For now there will be butt hurt. There will be the Trads who pick on the young generation. We will? But what Trads need to understand that without balance and evolution things die off. Of course, but we shouldn’t be expected to keep quiet while people retcon what is and isn’t true so that the younger generation doesn’t even know the background. Again, we love this. For many of us, Goth has dominated most of our lives, why would we not want to share it? It seems to me it’s the young generation that has little to no interest in the background of the scene, because they don’t want to be told, “that’s not Goth”. Not everything can be Goth, it’s not a crime. Lorde is not Goth. It doesn’t mean that she’s not talented, or a Goth can’t like her, it means she and her music are not Goth. I myself have a soft spot for Lana del Rey. But she’s not Goth and I don’t get, to borrow a phrase, “butt hurt” when someone says so.  If they had let the music evolve and change a bit more then more modern goths would flock to it. “Let”? Did flocks of Goths try to prevent Chelsea Wolfe from going to record her last album? I bought, and loved, her new record, as did 95% of people I know who love Goth music. But I also loved the new Terminal Gods song, which made me swear I could smell cloves, that’s how much it sounded like the late 80s.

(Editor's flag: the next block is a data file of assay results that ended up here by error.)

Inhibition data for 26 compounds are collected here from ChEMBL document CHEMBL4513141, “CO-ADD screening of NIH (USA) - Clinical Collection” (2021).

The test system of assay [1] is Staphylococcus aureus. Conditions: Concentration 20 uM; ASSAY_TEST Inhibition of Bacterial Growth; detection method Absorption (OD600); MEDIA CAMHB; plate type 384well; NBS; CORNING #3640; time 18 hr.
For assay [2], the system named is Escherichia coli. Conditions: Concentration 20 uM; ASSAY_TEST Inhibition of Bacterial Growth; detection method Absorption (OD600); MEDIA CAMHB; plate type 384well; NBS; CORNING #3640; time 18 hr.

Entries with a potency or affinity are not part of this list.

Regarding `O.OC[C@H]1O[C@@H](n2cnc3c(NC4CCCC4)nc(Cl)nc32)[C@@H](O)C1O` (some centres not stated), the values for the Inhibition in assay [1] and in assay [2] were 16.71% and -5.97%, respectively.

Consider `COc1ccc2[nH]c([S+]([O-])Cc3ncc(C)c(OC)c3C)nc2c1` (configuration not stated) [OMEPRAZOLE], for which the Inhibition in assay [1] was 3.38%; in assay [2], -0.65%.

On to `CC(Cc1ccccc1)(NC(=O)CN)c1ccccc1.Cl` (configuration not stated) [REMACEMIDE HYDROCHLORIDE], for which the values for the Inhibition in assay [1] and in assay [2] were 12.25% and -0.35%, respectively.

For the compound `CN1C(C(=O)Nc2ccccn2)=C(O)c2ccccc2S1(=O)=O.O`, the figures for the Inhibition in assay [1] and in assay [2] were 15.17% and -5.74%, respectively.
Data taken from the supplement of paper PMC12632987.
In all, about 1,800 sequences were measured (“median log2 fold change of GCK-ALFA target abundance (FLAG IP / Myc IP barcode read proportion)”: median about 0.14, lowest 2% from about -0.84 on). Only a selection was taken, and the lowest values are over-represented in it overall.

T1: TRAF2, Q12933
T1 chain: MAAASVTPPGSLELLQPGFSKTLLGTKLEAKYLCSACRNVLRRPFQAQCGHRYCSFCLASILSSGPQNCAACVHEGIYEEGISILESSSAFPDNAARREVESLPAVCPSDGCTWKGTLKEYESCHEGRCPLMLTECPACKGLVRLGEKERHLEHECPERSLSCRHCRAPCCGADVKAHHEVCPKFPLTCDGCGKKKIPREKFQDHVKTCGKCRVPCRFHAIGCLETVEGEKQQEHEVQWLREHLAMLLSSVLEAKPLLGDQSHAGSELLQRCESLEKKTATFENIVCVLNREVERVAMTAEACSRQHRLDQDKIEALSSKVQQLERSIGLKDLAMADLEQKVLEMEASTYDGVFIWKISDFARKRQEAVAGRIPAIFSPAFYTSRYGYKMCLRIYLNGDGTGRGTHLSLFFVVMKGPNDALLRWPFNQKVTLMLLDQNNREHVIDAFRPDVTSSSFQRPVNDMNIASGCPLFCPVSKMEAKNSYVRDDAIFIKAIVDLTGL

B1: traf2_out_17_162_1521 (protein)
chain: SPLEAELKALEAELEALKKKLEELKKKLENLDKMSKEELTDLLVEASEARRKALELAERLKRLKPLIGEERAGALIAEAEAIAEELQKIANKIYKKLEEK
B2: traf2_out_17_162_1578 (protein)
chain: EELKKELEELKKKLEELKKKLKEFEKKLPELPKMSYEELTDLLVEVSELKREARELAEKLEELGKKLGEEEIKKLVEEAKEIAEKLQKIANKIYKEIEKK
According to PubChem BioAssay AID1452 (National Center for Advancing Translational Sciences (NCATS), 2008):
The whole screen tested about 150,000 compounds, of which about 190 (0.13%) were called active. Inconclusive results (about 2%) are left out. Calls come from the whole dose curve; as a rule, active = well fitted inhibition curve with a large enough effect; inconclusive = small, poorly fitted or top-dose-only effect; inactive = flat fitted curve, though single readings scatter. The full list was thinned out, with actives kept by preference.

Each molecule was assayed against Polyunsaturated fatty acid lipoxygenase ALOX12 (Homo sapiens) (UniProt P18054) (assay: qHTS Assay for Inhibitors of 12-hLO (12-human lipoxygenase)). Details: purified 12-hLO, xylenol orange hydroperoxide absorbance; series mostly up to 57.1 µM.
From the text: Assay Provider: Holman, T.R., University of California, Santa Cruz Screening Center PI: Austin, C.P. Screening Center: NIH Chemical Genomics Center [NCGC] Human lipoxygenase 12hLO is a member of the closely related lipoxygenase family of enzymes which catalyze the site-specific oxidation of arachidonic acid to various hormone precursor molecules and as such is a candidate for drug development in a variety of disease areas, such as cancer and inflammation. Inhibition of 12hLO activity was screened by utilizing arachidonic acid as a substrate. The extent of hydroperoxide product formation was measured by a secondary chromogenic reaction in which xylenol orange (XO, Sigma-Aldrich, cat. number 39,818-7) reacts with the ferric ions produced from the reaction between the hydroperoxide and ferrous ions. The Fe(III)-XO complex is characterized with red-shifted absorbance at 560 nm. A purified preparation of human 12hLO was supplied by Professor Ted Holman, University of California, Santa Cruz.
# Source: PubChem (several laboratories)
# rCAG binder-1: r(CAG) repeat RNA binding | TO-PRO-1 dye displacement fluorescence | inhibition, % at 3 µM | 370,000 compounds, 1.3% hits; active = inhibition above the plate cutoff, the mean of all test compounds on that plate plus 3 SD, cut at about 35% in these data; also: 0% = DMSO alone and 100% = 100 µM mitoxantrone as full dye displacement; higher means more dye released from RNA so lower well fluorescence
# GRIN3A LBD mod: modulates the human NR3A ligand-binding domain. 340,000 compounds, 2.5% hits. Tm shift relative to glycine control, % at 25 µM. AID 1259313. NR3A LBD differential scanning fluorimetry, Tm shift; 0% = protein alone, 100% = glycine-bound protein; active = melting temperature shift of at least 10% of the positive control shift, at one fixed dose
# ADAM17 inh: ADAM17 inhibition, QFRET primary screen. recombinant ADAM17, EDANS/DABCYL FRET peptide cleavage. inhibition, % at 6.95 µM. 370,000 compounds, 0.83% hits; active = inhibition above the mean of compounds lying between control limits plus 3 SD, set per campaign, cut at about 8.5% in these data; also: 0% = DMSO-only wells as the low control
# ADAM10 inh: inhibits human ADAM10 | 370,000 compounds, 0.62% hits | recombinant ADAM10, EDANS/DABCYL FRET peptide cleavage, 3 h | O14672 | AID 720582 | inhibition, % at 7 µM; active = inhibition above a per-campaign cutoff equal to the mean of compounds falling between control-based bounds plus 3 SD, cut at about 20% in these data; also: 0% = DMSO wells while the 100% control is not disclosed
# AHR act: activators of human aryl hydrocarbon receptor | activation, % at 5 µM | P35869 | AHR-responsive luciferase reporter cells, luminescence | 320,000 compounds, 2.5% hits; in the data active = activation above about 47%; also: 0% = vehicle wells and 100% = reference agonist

If the music had stayed relevant, the scene may not have changed as much as it has. Change happens not because of “irrelevance”, but because of innovation. Goths, both fans and musicians, are people who will always create things, even if a lot of us do like to keep an eye on the past. Few musicians would be content to create a carbon copy of another’s record. Hell, even bands themselves change dramatically over the course of their careers. Kiss Me, Kiss Me, Kiss Me sounds nothing like Faith. Floodland, in all it’s brilliant bombast, doesn’t sound like most early Sisters singles. Personally, I love my fellow goths, whether they are young, old, modern or traditional, we do still all have a lot in common. We are misfits, bound together through our love for gothic art, poetry, music, fashion and overall appreciation for the darkness. So not all modern goths like the old music. No one is saying “to be Goth you must buy a leather jacket and paint the Fields of the Nephilim logo on the back and shout that they’re your favorite”. The internet culture has imposed these hard line rules (oh, you’re a Romantic Goth? Hand over that Christian Death record!), not the subculture. Yes, we have guidelines. All subcultures do. It’s our signal to one another to say “Hey! Over here!” But there’s also more to “the old music” than the most well known (Bauhaus, SATB, SoM, The Cure). I discover new-to-me 80s and 90s era music all the time. Look deep into it, you might like what you find. And if you want to tell me about a new band from the other side of the world that you found on bandcamp, I’m listening! Why? Because it should be all about the music. They still appreciate the same stuff you do. This world is a grim one. Is it too much to ask for a little piece amongst like minded people?”